“Now these Jews were more noble than those in Thessalonica; they received the word with all eagerness, examining the Scriptures daily to see if these things were so” (Acts 17:11).
THE PROPHETS IN ISRAEL HAD PREDICTED THE COMING OF A MESSIAH. This Messiah or Christ (literally, “Anointed One”) would reign over a kingdom superior to any of the kingdoms of mankind (Daniel 2:44). But Jesus of Nazareth was not the only individual in the first century (or even later) to claim to be the Messiah. Messianic pretenders were a dime a dozen, as we might say. So how could a person know? How could one be sure?
When Paul came as a former Jewish rabbi and spoke in the synagogue at Berea, he proclaimed that Jesus of Nazareth was the Messiah, the very One who had been predicted in the Jewish Scriptures. Paul was an eyewitness that Jesus had been resurrected (Acts 9:1–9), and Paul could perform miracles to verify his claims (2 Corinthians 12:12). But to their credit, the Berean Jews knew that the ultimate test of Jesus’ messiahship was scriptural in nature: if this Jesus truly was the person the Hebrew prophets had spoken of, then everything about Jesus would interlock with what had been said about the Messiah in the prophecies themselves.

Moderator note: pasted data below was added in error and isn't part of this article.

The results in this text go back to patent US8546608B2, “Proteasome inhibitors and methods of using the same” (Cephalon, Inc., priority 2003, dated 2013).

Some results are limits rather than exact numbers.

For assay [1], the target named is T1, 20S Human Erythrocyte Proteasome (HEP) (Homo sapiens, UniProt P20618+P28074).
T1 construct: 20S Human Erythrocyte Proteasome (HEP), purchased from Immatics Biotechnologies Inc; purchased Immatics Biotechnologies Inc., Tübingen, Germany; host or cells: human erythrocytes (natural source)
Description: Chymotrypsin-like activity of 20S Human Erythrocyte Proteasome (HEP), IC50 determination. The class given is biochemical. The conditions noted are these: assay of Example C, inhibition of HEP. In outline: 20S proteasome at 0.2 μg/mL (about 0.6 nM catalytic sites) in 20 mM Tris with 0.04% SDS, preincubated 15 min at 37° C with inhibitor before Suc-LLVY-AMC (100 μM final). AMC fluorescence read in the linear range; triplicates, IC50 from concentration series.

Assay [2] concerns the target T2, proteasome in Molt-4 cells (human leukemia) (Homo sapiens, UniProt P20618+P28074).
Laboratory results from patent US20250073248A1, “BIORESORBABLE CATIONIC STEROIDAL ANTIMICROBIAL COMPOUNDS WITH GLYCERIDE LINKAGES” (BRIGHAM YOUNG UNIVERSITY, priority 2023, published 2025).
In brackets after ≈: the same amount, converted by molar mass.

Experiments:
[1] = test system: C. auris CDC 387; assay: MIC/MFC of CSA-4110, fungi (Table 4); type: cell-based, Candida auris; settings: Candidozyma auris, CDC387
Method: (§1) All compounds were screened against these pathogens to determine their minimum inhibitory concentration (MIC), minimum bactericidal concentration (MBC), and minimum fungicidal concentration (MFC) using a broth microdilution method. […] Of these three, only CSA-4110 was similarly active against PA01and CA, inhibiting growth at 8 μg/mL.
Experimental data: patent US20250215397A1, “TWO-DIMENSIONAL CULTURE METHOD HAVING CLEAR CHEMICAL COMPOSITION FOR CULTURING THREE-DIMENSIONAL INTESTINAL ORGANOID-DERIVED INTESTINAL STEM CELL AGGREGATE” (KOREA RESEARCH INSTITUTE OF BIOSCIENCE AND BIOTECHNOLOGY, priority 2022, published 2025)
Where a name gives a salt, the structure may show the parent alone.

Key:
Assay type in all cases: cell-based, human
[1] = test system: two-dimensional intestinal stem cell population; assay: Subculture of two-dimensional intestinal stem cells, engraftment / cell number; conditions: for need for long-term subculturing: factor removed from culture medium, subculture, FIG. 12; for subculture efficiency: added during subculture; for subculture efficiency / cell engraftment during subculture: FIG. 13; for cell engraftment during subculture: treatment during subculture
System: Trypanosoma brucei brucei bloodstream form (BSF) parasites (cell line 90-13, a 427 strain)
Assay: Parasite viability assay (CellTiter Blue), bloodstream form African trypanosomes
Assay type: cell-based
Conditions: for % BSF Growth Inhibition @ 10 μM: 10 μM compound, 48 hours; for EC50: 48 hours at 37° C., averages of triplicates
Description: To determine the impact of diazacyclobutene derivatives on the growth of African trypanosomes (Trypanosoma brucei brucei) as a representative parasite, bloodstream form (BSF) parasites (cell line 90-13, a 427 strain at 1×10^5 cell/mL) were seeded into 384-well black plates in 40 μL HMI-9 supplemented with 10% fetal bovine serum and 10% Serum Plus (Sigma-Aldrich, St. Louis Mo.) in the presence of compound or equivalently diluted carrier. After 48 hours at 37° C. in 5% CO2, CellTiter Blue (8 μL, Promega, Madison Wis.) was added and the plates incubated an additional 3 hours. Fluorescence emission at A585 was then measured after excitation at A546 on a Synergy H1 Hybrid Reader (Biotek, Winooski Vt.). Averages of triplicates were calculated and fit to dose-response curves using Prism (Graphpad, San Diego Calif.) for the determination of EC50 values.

So listening respectfully to Paul’s claims, they were “examining the Scriptures daily to see if these things were so.” In the final analysis, that is the test every religious teaching has to pass. Does this teaching match up with what God is known to have revealed in the past? God does not contradict Himself, and any new revelation has to be consistent with what we know God has already said. (The shocking story in 1 Kings 13 makes this point very dramatically.)
Fortunately, there is an abundance of Jewish Scripture against which Jesus can be measured (Psalm 16 & 22; Isaiah 53; Micah 5:2; etc.) — and there is no detail of Jesus’ life, death, and resurrection that does not match up. For His part, Jesus was willing to be tested against the Scriptures, and He even upbraided those who had not done this. “O foolish ones, and slow of heart to believe all that the prophets have spoken! Was it not necessary that the Christ should suffer these things and enter into his glory?” (Luke 24:25,26).
“In the Old Testament the new lies hidden, in the New Testament the old is laid open” (Augustine of Hippo).